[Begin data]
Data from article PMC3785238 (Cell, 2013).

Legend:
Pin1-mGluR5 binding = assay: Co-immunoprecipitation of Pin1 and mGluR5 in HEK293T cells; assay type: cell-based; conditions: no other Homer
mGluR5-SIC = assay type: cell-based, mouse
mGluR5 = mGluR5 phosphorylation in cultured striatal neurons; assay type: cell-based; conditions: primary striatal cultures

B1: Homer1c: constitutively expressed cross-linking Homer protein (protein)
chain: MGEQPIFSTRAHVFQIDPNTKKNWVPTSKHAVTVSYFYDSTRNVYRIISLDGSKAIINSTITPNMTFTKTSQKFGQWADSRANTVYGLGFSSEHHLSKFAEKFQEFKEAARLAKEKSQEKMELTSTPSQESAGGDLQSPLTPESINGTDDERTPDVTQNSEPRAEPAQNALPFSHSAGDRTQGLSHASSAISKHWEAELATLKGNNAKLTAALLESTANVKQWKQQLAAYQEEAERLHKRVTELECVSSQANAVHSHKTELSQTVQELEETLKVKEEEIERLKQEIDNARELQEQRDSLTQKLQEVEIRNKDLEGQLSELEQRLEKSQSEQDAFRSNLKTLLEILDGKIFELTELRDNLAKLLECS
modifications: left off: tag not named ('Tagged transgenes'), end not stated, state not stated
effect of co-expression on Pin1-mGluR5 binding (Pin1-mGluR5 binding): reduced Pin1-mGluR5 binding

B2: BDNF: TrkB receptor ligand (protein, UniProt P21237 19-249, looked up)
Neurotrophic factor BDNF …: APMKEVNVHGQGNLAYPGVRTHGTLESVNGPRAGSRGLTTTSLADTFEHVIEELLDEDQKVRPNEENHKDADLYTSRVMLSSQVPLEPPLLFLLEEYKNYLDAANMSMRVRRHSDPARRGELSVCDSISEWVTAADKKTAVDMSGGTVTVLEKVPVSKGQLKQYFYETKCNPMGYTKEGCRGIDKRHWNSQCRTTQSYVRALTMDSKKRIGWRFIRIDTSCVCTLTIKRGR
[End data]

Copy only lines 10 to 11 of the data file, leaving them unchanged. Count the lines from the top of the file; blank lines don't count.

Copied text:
B2: BDNF: TrkB receptor ligand (protein, UniProt P21237 19-249, looked up)
Neurotrophic factor BDNF …: APMKEVNVHGQGNLAYPGVRTHGTLESVNGPRAGSRGLTTTSLADTFEHVIEELLDEDQKVRPNEENHKDADLYTSRVMLSSQVPLEPPLLFLLEEYKNYLDAANMSMRVRRHSDPARRGELSVCDSISEWVTAADKKTAVDMSGGTVTVLEKVPVSKGQLKQYFYETKCNPMGYTKEGCRGIDKRHWNSQCRTTQSYVRALTMDSKKRIGWRFIRIDTSCVCTLTIKRGR